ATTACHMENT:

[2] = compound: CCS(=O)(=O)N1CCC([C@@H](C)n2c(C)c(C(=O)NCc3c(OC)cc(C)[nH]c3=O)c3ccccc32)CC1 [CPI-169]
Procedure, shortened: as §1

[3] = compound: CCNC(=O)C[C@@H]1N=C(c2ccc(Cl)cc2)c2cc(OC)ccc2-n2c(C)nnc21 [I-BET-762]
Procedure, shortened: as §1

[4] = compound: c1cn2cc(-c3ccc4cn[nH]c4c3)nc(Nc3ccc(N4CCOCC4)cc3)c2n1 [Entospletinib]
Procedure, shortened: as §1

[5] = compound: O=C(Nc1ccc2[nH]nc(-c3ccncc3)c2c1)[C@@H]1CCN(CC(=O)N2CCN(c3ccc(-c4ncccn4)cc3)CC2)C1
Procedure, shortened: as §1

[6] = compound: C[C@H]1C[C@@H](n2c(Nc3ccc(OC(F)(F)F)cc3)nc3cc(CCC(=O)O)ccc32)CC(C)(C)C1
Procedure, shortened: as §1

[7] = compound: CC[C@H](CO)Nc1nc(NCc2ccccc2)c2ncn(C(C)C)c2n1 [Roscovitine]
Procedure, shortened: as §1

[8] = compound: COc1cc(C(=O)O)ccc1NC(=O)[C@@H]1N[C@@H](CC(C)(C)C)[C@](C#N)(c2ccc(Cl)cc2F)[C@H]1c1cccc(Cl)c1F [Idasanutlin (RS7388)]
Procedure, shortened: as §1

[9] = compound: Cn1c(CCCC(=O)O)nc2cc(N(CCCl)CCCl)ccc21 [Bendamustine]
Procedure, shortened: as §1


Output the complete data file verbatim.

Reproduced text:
[2] = compound: CCS(=O)(=O)N1CCC([C@@H](C)n2c(C)c(C(=O)NCc3c(OC)cc(C)[nH]c3=O)c3ccccc32)CC1 [CPI-169]
Procedure, shortened: as §1

[3] = compound: CCNC(=O)C[C@@H]1N=C(c2ccc(Cl)cc2)c2cc(OC)ccc2-n2c(C)nnc21 [I-BET-762]
Procedure, shortened: as §1

[4] = compound: c1cn2cc(-c3ccc4cn[nH]c4c3)nc(Nc3ccc(N4CCOCC4)cc3)c2n1 [Entospletinib]
Procedure, shortened: as §1

[5] = compound: O=C(Nc1ccc2[nH]nc(-c3ccncc3)c2c1)[C@@H]1CCN(CC(=O)N2CCN(c3ccc(-c4ncccn4)cc3)CC2)C1
Procedure, shortened: as §1

[6] = compound: C[C@H]1C[C@@H](n2c(Nc3ccc(OC(F)(F)F)cc3)nc3cc(CCC(=O)O)ccc32)CC(C)(C)C1
Procedure, shortened: as §1

[7] = compound: CC[C@H](CO)Nc1nc(NCc2ccccc2)c2ncn(C(C)C)c2n1 [Roscovitine]
Procedure, shortened: as §1

[8] = compound: COc1cc(C(=O)O)ccc1NC(=O)[C@@H]1N[C@@H](CC(C)(C)C)[C@](C#N)(c2ccc(Cl)cc2F)[C@H]1c1cccc(Cl)c1F [Idasanutlin (RS7388)]
Procedure, shortened: as §1

[9] = compound: Cn1c(CCCC(=O)O)nc2cc(N(CCCl)CCCl)ccc21 [Bendamustine]
Procedure, shortened: as §1